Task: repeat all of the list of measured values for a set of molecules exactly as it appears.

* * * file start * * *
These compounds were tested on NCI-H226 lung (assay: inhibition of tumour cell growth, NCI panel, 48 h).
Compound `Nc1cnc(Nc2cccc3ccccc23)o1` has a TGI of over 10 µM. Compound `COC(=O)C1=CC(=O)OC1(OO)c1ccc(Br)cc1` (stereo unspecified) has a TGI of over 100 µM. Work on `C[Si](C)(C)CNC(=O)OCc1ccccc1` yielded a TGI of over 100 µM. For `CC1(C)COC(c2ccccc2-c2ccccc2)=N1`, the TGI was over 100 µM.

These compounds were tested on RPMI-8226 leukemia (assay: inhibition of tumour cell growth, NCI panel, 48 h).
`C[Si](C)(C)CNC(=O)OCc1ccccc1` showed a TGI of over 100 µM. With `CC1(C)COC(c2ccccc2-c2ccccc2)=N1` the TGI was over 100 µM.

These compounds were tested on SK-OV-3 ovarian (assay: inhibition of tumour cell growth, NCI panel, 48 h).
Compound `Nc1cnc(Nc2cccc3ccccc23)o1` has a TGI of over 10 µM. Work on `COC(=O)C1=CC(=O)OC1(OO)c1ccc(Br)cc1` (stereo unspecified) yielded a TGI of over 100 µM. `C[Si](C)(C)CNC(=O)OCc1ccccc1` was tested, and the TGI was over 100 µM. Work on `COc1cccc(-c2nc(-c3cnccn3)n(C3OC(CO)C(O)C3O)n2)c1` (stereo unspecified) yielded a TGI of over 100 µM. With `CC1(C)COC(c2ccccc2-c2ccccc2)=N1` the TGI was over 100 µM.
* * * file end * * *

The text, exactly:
These compounds were tested on NCI-H226 lung (assay: inhibition of tumour cell growth, NCI panel, 48 h).
Compound `Nc1cnc(Nc2cccc3ccccc23)o1` has a TGI of over 10 µM. Compound `COC(=O)C1=CC(=O)OC1(OO)c1ccc(Br)cc1` (stereo unspecified) has a TGI of over 100 µM. Work on `C[Si](C)(C)CNC(=O)OCc1ccccc1` yielded a TGI of over 100 µM. For `CC1(C)COC(c2ccccc2-c2ccccc2)=N1`, the TGI was over 100 µM.

These compounds were tested on RPMI-8226 leukemia (assay: inhibition of tumour cell growth, NCI panel, 48 h).
`C[Si](C)(C)CNC(=O)OCc1ccccc1` showed a TGI of over 100 µM. With `CC1(C)COC(c2ccccc2-c2ccccc2)=N1` the TGI was over 100 µM.

These compounds were tested on SK-OV-3 ovarian (assay: inhibition of tumour cell growth, NCI panel, 48 h).
Compound `Nc1cnc(Nc2cccc3ccccc23)o1` has a TGI of over 10 µM. Work on `COC(=O)C1=CC(=O)OC1(OO)c1ccc(Br)cc1` (stereo unspecified) yielded a TGI of over 100 µM. `C[Si](C)(C)CNC(=O)OCc1ccccc1` was tested, and the TGI was over 100 µM. Work on `COc1cccc(-c2nc(-c3cnccn3)n(C3OC(CO)C(O)C3O)n2)c1` (stereo unspecified) yielded a TGI of over 100 µM. With `CC1(C)COC(c2ccccc2-c2ccccc2)=N1` the TGI was over 100 µM.